d. The down side is it uses a lot of glucose to get only a little ATP and produces lactic acid in the muscle cells 5. Muscle Fatigue and Oxygen Debt a. Muscle fatigue: a muscle is unable to contract even though it is being stimulated 1. occurs when we exercise our muscles strenuously for a long time b. Caused by oxygen debt 1. Oxygen debt occurs depending on how good its blood supply is c. ATP begins to run out and lactic acid builds up causing the muscle to contract less and less efficiently d. True muscle fatigue rarely occurs WHY? e. Does occur in marathon runners f. Oxygen debt must be repaid, this is done by breathing heavily after a workout g. As oxygen becomes available again lactic acid will be broken down and ATP and CP will be replaced 6. Types of Muscle Contractions: Isotonic and Isometric a. All muscle cells create tension as they contract b. depending on the situation, they may not be able to contract completely c. Isotonic Contractions: the fibers contract completely and movement occurs d. Isometric Contractions: the muscles dont shorten and no movement occurs 1. tension builds up

2. pushing against a wall 7. Muscle Tone a. even at relaxation, some fibers in a muscle are contracting b. It keeps the muscle firm and ready for contraction c. This state of continuous partial contraction is called Muscle Tone 8. Effects of Exercise on Muscles a. Use it or Lose it applies to muscles b. Aerobic Exercise: result in stronger more flexible muscles with greater resistance to fatigue 1. Jogging, biking etc. 2. Changes occur because blood supply to muscles increases a. muscle cells form more mitochondria and store more O2 b. makes overall body metabolism more efficient c. improves digestion, enhances coordination d. makes skeleton stronger e. Enlarges heart so more blood can be pumped f. fat deposits are cleared from blood vessel walls g. Lungs become more efficient at gas exchange 3. Benefits vary on how often and vigorously you exercise c. Resistance or Isometric Exercises: muscles are pitted against some immoveable or nearly immoveable object 1. Weight Lifting, or Isometric Exercises 2. Results are different than Aerobic exercise

3. Increased Muscle size and strength comes from the enlargement of individual muscle cells a. They make more contractile filaments IV. Muscle Movements, Types and Names A. Table 6.2 Page 192 B. Types of Body Movements 1. Origin: muscle attachment to the immovable or less movable bone 2. Insertion: muscle attachment to the movable bone 3. Some bones have interchangeable origins and instertions 4. Most body movements occur when muscles contract across joints 5. There are 6 common body movements a. Flexion: a movement that decreases the angle of the joint and brings two bones closer together 1. Example: knee b. Extension: opposite of flexion c. Rotation: movement of a bone around its longitudinal axis 1. Example: ball and socket joints d. Abduction: moving a limb away from the midline e. Adduction: opposite of abduction f. Circumduction: distil end moves in a circle, combo of flexion, extension, abduction and adduction 6. Special Movements a. Dorsiflexion and Plantar flexion: up and down movements of the foot and ankle 1. lifting foot so you are on your heals is dorsiflexion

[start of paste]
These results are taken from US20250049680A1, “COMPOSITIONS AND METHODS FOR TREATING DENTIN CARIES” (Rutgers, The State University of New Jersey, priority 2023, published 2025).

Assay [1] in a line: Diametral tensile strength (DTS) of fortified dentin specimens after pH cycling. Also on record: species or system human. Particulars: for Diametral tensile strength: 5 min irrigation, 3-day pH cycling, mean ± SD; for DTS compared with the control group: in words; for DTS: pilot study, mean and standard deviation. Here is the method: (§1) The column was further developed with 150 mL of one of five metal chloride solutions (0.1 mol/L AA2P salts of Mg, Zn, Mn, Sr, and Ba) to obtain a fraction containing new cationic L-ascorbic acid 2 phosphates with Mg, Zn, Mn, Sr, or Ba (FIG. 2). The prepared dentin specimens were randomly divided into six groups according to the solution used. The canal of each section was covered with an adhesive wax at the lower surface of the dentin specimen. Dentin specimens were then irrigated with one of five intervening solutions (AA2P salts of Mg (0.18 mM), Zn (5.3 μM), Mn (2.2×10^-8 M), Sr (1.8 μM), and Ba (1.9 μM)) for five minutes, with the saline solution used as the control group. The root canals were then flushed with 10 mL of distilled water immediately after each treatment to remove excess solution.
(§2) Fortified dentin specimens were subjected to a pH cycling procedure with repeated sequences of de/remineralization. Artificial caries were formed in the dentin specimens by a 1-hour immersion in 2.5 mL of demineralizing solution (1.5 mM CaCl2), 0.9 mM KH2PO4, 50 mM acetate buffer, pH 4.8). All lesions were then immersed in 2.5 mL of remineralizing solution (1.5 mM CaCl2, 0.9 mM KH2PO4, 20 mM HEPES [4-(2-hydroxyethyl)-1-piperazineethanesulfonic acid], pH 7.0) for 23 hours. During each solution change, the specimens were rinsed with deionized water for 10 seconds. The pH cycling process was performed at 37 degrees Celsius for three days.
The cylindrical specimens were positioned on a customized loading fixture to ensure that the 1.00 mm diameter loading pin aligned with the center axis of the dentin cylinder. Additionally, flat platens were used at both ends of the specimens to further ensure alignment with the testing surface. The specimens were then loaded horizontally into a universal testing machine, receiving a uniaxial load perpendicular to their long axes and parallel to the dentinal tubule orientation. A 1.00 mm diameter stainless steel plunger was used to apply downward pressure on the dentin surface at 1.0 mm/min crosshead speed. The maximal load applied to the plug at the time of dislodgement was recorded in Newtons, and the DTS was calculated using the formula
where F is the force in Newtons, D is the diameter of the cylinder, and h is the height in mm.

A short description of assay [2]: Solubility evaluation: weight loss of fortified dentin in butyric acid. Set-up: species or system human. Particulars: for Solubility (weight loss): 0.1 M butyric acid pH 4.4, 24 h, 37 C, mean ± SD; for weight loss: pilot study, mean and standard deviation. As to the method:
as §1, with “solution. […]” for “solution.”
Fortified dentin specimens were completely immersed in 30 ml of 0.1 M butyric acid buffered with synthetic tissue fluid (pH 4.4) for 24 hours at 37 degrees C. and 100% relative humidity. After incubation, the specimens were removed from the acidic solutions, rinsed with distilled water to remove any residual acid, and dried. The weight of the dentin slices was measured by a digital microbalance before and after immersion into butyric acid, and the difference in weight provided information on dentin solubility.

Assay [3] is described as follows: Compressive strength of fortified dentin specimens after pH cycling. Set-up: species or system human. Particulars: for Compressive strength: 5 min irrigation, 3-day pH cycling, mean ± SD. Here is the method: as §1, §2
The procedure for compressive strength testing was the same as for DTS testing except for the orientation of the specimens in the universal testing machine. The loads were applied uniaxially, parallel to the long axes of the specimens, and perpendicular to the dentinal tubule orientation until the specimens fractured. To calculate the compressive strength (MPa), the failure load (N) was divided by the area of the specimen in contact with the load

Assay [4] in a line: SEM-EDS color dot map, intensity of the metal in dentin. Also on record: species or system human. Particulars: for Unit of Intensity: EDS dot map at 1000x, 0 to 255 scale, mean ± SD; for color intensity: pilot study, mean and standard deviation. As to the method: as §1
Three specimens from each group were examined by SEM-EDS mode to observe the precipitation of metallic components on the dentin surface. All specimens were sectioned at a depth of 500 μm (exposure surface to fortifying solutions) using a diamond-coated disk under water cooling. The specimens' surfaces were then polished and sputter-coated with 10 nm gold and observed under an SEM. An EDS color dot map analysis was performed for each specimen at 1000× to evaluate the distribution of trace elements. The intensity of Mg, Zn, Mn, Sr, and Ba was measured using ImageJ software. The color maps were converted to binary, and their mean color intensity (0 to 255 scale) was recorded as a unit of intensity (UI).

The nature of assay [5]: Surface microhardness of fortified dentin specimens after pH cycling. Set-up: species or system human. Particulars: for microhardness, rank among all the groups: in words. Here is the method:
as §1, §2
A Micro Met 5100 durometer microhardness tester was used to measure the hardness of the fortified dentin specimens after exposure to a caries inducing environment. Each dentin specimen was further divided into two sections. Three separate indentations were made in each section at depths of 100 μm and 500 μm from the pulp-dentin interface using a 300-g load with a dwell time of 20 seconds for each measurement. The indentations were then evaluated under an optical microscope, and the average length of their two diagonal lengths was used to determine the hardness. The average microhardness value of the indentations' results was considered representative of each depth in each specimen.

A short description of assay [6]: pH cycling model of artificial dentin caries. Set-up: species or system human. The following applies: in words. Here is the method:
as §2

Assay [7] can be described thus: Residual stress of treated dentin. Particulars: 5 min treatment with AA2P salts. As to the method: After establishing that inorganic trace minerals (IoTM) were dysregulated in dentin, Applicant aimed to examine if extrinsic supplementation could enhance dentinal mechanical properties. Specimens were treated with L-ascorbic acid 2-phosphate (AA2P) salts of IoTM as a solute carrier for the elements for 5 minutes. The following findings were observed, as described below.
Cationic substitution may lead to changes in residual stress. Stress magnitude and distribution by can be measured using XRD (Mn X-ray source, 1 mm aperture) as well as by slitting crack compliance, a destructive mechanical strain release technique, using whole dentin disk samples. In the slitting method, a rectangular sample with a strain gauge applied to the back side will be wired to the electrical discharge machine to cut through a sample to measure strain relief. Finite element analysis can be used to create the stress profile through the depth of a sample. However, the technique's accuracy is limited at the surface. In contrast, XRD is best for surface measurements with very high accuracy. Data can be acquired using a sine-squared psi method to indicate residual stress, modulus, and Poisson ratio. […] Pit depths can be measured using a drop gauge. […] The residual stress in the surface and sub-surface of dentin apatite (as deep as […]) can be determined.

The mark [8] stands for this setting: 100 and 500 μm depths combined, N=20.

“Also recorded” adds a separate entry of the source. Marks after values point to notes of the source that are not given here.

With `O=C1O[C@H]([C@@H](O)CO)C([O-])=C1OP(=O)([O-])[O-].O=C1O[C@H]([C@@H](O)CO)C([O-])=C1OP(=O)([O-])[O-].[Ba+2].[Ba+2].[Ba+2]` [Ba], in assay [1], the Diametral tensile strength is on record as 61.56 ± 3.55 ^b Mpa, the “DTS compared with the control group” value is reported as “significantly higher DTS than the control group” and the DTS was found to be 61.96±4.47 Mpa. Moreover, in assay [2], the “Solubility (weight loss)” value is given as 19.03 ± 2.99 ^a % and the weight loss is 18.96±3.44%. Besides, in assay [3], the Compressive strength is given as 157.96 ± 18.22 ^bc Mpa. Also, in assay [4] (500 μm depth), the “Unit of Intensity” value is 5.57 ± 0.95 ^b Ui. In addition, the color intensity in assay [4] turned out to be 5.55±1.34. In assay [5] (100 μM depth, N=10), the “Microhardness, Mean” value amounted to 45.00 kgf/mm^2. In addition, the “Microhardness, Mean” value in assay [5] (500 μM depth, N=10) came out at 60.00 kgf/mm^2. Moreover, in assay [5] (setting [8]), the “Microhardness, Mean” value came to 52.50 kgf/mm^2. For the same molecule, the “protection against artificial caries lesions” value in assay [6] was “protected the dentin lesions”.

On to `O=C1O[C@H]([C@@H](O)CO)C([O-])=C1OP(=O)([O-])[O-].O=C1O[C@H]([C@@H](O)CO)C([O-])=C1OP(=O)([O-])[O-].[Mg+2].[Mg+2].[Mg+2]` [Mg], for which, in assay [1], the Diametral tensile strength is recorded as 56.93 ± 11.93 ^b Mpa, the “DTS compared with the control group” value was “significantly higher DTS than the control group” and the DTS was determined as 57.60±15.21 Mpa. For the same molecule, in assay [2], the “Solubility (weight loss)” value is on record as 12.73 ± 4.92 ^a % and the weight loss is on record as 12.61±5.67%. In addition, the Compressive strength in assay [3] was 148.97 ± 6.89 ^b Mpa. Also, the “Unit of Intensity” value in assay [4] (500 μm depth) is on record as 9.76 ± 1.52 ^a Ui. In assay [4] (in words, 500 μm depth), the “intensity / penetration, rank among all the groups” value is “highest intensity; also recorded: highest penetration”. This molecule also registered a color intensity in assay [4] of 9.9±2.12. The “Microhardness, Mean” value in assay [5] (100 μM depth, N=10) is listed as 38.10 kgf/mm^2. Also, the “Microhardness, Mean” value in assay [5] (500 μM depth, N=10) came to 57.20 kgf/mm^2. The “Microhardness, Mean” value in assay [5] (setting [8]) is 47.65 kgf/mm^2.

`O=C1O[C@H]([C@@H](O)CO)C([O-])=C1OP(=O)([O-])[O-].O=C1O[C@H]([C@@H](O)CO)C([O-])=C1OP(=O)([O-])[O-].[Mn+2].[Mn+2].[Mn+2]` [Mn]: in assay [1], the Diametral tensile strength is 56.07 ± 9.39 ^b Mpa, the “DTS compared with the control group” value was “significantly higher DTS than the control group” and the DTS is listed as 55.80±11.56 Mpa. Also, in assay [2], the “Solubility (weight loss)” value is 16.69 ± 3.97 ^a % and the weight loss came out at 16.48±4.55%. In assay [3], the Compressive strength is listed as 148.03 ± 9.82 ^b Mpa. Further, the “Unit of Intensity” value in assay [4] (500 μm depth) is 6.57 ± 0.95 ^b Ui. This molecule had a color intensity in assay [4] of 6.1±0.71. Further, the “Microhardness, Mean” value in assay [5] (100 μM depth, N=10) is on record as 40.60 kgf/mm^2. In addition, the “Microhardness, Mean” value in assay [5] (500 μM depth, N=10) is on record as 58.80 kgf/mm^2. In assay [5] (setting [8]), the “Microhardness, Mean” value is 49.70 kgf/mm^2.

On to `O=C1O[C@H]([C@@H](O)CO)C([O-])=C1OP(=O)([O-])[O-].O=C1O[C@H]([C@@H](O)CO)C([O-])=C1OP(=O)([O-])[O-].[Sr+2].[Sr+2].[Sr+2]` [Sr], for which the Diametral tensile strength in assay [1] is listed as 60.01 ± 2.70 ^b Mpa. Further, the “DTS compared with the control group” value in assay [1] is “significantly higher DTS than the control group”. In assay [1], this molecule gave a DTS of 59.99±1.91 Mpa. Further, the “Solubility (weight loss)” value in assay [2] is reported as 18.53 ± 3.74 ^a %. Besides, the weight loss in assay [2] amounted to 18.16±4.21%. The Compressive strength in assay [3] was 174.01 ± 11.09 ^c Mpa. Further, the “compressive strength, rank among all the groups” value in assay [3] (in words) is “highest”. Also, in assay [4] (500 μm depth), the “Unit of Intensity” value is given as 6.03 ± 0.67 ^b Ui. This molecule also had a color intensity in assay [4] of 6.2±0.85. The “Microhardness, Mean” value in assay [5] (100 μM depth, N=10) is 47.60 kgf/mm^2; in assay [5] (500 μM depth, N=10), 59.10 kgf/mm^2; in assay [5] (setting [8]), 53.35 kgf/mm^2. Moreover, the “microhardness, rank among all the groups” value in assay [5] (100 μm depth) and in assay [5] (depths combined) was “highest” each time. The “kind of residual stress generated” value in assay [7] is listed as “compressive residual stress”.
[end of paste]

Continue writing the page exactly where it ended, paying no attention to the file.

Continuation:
2. plantar flexion is straightening your foot b. Inversion and Eversion: also foot movements 1. Inversion: turn sole medially 2. Eversion: turn sole laterally c. Supination and pronation: refer to movements of the radius around the ulna 1. Supination: radius and ulna are parallel 2. Pronation: radius rotates over ulna d. Oppostion: move your thumb to touch the tips of your other fingers C. Interaction of Skeletal Muscles in the Body 1. Most body movements are the result of two or more muscles acing together or against each other 2. What one group of muscles can do, another group can reverse 3. Prime Mover: the muscle that has the major responsibility for causing a particular movement 4. Antagonist: Muscle that oppose or reverse a movement 5. Synergists: help prime movers by producing the same movement or by reducing undesirable movements 6. Fixators: special synergists that stabilize the origin of a prime mover